Why Young Creatives Need CCO Mentorship More Than Ever

Offering our time brings back the fun that our industry is built on

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No matter how many hours I spend on TikTok and Instagram, or how young I feel compared to my peers, there’s always some word or concept that the algorithm appropriately doesn’t serve me. This is when I realize what the algorithm already knows: I am old AF. (Do people still say AF?)

OK, 45 is not old for most industries, but for advertising it is. About two-thirds of individuals in advertising, public relations and related services are under 45 years of age, according to the Bureau of Labor Statistics. I am now—as of last year—in that remaining 33%, and once again outing myself as old AF because I just quoted the Bureau of Labor Statistics.

As a CCO, it’s so important to connect with culture and remain on the bleeding edge of culture. So it’s in my best interest to make sure I spend as much time as possible learning from the next generation of creative leaders. Luckily, I have experience to barter—I know they need mentoring now more than ever, coming out of the pandemic. They need a connection to CCOs, and CCOs, well, we need them too.

When I was starting out, things were a bit more forgiving. I had less work and more time to complete it; basically, I had time to mess up and recover without slowing the whole team down. Today, we ask a lot of the younger folks, and as a result it’s harder for them to truly shine. To combat this, we created a program at Havas Group called Charlie.

Charlie—short for Charles Louis Havas, the French entrepreneur who started our company more than 180 years ago—consists of a group of creatives from the associate creative director level and below who are mentored by two executive creative directors and myself. They get to define and build their own culture and work on creative briefs no one else in the agency gets, essentially acting as a mini-agency within the agency.

The group regularly meets for coaching, community building, briefings and casual socializing. One of the most notable works that came from Charlie is “The Issue Within the Issue” in partnership with The Ali Forney Center and New York Magazine.

So what else can we offer? Our time.

Yes. Maybe CCOs were too busy for young talent in the past, but that doesn’t mean we can afford to be too busy for them now. We have an opportunity to repair the damage that was done by the pandemic. For three years, our industry was purely transactional, especially if you were a junior. As CCOs, we need to be available: on Slack, email, Zoom or in person. Available to answer three years’ worth of questions that don’t necessarily come up in creative reviews.

What else can we do? Bring back the fun.

We need to show the young folks that our industry can be, and always was, a lot of fun. It’s hard work, it’s long hours, it’s heartbreaking disappointment, but it should also be a good time.

It’s important that we cultivate a fun hybrid work environment where the younger creatives can interact with each other live and in person. I’m not saying fun isn’t making great work and getting paid well for it—there’s no denying those are critical factors—however, we underestimate the power of personal connections.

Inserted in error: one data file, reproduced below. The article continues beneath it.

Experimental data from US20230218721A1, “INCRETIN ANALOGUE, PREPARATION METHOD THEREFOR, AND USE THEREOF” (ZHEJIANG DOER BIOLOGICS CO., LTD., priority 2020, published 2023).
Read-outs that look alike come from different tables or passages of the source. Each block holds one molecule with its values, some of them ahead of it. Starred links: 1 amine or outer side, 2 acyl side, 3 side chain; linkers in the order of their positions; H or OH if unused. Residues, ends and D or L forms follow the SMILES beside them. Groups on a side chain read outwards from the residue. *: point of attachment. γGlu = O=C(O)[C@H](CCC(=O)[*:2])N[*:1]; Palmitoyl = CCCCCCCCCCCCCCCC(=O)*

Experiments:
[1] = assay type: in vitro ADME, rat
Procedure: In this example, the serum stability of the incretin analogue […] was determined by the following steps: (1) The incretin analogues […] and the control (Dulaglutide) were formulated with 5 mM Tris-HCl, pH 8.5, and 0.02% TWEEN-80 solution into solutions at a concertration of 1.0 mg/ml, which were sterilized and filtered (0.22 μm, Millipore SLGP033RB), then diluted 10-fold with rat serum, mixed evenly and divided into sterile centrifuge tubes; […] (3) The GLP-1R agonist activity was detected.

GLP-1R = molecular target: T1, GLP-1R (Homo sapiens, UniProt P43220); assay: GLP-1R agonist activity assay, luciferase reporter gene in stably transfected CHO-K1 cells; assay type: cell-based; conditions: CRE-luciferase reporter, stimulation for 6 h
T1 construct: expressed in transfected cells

We, as an industry, have the best people. Yes, I said it. We have a collection of brilliant, socially aware, one-of-a-kind individuals who, at the end of the day, really care. And when these people come together and form relationships with like-minded souls, great things happen. Some of my best friends are people I met in the industry when I was younger.

Without these connections, the other critical stuff doesn’t happen. In our business, you get knocked down 99 times and have to get up 100—only then can you end up on set in Bora Bora with Beyoncé, making work that culture will love, brands will benefit from and agencies will reward you handsomely for. Without coworkers you consider friends to complain to, and ones who inspire you, you’ll never stay the course. So as a CCO, I encourage newer employees to come into the office as much as they can to make those lasting human connections. These relationships make our tough jobs fun, and fun is the fuel that keeps us going.

Now, what can the next generation offer us CCOs? As mentioned, they keep us looped in. They feed us the latest trends to help alter our social media algorithms. They also remind us to stay scrappy. Growing up with phones in their hands and computers they didn’t have to share with half a dorm, they learned to edit, design, animate and digitally compose music. They’re part investigative journalists, part researchers and part makers. They do not define themselves strictly as those who can write a headline or those who can lay one out.

I find this refreshing and encouraging. And they remind us that we’re never too busy to champion causes we care about. I love how committed this generation is to making work that creates social change—I make sure I’m available to hear ideas about the issues we struggle with outside of the office.

The best creatives, no matter what age they are, have a curiosity that drives them to seek out the new and the interesting. This generation is no different. They’re just able to apply those learnings to work without relying on an abundance of resources for help. This generation can pay back the extra mentorship us older folk are giving them—and just might keep us employed when they’re the ones running the agencies.